‘The Substance’ is an unhinged body-horror satire

‘The Substance’ is an unhinged body-horror satire
Image: Image: Supplied by SFF

Have you ever dreamt of a younger, better version of yourself? Then try French director Coralie Fargeat’s gnarly body-horror flick The Substance (Sydney Film Festival’s closing night film), a satirical takedown of the entertainment industry that’s both hilarious and sickening.

Hollywood superstar Elisabeth Sparkle (Demi Moore) just got fired from her daytime aerobics gig on her 50th birthday. Why? Because according to producer Harvey (a delightfully delirious Dennis Quaid), she’s too old to be in that spotlight anymore. 

Elisabeth soon learns about a mysterious new drug called the Substance, which literally creates a younger version of herself named Sue (Margaret Qualley). The rules say that the two are one and bodies must be switched once per week, but Elisabeth and Sue bend these rules while very literal self-hatred begins to manifest. 

The Substance is most obviously a film that tackles the anxieties of ageing, and how that inevitable sensation disproportionately affects women. It doesn’t approach this subject matter with any subtlety, but that’s not a bad thing; by telling the story through flagrant absurdism and squelching flesh, Fargeat’s point is strengthened by its bluntness. 

The Substance
Demi Moore in ‘The Substance’ (Imaged supplied by SFF)

Despite its sense of unreality, the world of The Substance is still clearly analogous to our own. Women in the entertainment industry are subject to much higher levels of scrutiny for their looks and age than their male counterparts, with Harvey representing a hilariously gross version of the Hollywood executive who throws Elisabeth out for a new, younger version of her with little fanfare.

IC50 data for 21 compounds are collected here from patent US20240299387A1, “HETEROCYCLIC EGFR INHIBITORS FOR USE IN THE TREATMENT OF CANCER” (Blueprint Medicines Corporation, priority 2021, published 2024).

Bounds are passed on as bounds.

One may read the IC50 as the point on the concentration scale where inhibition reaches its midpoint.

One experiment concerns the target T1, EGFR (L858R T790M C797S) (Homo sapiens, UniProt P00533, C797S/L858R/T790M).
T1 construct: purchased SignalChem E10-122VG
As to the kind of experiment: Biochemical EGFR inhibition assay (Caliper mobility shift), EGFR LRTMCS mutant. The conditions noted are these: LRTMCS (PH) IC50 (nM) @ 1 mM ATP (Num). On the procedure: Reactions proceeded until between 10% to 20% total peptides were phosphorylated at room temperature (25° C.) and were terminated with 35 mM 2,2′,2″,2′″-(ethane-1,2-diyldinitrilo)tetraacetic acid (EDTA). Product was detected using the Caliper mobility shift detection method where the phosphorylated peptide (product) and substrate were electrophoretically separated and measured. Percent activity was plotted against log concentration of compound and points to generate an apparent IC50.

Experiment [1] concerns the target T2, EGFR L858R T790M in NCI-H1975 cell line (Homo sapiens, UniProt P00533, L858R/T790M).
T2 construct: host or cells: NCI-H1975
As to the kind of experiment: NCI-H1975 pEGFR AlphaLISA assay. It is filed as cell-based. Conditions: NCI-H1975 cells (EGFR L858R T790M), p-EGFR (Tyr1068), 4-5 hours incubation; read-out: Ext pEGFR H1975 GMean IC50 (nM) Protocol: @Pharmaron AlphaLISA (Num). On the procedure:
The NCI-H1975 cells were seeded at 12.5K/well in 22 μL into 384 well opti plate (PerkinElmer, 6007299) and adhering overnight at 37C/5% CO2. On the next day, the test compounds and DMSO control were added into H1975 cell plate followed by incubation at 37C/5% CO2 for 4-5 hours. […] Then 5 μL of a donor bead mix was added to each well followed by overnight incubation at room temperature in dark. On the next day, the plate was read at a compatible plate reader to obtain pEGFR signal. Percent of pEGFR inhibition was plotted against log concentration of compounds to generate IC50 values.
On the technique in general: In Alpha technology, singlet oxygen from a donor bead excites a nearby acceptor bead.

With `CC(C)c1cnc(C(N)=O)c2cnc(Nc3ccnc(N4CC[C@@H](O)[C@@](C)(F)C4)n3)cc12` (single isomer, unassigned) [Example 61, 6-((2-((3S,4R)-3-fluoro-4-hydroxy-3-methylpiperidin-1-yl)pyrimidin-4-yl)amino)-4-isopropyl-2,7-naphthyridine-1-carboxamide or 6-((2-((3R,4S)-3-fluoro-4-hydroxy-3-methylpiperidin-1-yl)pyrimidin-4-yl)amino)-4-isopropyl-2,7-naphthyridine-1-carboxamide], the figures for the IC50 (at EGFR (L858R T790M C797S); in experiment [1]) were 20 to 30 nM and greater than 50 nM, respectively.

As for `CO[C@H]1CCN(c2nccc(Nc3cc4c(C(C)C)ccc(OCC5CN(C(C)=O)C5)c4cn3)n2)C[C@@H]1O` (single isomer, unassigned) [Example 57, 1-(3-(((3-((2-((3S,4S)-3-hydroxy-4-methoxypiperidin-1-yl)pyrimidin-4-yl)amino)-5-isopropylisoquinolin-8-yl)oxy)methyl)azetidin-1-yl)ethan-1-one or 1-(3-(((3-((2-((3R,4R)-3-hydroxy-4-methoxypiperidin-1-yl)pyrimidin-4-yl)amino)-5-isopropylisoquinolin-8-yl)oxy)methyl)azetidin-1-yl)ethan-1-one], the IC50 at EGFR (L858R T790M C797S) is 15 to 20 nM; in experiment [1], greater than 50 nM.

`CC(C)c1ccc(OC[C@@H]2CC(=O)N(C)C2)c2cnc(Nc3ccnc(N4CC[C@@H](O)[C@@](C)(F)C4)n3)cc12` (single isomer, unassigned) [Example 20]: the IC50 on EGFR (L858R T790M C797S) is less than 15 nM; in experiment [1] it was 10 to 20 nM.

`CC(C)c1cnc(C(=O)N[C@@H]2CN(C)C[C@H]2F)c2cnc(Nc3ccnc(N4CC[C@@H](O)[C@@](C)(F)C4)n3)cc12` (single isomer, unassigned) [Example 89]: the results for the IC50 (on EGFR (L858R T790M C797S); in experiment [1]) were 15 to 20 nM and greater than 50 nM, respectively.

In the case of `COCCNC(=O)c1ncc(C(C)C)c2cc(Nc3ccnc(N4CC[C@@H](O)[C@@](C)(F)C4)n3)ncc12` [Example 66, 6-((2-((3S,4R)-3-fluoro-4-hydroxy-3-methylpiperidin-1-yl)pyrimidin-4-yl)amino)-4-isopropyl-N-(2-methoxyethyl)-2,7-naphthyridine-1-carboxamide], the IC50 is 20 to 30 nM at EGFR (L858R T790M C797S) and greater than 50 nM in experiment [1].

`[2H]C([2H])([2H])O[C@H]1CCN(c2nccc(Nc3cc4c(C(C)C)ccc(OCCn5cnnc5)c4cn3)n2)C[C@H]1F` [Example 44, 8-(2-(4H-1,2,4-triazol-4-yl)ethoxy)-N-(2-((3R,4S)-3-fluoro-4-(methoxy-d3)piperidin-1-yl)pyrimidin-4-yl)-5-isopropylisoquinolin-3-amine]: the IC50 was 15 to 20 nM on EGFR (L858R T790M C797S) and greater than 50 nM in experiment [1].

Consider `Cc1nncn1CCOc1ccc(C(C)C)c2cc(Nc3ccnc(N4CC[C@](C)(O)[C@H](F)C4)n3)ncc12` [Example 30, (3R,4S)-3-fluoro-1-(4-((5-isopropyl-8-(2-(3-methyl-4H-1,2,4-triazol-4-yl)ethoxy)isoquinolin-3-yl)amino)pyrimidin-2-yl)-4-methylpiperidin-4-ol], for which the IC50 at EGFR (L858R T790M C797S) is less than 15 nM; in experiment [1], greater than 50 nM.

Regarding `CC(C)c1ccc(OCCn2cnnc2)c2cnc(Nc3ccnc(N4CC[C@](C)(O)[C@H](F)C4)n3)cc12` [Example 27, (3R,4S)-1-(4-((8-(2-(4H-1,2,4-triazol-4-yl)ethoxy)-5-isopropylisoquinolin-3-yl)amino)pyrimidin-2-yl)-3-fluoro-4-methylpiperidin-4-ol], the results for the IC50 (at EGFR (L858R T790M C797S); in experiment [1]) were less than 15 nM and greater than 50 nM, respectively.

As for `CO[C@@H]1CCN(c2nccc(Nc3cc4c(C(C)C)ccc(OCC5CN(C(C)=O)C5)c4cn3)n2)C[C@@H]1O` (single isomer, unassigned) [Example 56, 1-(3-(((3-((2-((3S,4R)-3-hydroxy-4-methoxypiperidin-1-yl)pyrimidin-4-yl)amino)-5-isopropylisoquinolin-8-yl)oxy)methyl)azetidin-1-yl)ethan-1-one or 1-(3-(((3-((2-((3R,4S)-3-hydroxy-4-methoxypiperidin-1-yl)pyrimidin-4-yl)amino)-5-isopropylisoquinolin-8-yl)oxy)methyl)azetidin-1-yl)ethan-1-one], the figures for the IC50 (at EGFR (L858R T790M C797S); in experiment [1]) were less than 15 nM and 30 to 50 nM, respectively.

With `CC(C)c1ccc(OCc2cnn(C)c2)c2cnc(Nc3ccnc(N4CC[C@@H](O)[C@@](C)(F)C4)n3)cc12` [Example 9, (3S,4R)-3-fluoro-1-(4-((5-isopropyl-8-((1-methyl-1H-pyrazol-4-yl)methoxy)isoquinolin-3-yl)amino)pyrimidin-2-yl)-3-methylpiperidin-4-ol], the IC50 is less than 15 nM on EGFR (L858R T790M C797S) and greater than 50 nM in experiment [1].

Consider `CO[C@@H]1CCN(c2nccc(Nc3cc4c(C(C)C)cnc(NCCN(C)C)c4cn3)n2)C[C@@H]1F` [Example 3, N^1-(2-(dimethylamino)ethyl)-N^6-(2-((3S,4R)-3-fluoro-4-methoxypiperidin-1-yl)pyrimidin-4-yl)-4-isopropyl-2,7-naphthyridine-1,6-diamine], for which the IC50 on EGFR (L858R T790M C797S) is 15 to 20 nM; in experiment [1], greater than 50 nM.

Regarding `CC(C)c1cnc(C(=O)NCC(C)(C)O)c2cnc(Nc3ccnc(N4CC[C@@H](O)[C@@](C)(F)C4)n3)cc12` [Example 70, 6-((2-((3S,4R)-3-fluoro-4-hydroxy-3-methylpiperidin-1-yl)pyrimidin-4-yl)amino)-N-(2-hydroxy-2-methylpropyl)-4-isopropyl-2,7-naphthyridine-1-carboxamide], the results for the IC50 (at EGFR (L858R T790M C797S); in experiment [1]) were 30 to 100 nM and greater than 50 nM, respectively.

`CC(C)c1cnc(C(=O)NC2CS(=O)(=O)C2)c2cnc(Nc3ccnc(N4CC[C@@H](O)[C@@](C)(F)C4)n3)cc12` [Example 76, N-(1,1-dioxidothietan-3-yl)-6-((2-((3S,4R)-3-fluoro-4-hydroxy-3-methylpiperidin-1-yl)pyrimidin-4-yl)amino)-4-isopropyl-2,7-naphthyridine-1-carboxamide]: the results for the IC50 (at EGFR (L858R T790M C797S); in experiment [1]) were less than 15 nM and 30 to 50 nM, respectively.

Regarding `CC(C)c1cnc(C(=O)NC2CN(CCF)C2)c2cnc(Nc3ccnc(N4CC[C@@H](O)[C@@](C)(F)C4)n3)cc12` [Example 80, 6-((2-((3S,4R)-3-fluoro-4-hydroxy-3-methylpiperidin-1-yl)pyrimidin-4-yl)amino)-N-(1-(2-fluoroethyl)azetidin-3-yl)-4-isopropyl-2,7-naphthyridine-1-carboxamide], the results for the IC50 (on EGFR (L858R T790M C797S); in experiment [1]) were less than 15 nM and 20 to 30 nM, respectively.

It’s hardly a surprise when Elisabeth inevitably turns to the Substance. As Sue, she immediately lands a huge (and insanely sexualised) aerobics show with Harvey that makes her a star all over again. Is it any surprise that Elisabeth doesn’t want to be herself anymore, even if being Sue is ruining her life? 

That self-hatred Elisabeth feels for her true self most literally culminates in ringing visions and sickening gore as Sue tries to avoid returning to her old flesh. The film doesn’t sugarcoat the consequences of this: The Substance hosts some absolutely vile imagery across its runtime with some grotesquely impressive practical effects. Even the strongest stomachs will find it hard to resist rolling over as Fargeat invents a totally new version of ‘substance abuse’. 

Moore and Qualley play this dual role with real chutzpah, each matching the energy from the director’s chair with real bravery. Fargeat does excellent work behind the camera, oscillating between slick visuals and nightmare fuel with surprising ease; each new horror realised is equally dreadful and delightful to behold. 

Margaret Qualley in ‘The Substance’ (Imaged supplied by SFF)

That said, the film does overstay its welcome a fair bit. Though its final set piece is wonderfully deranged, it feels like there are multiple points in the final 30 minutes where the film could have ended. As a result, the insanity on display does loses some of its gusto, partly because of how long it took to get there. 

Nonetheless, The Substance is an insane body-horror flick worth seeing for its constant provocation and amusement factor, as well as its bluntly funny social satire – if you can handle the gore, of course. 


The Substance opens in Australian theatres September 19th. 

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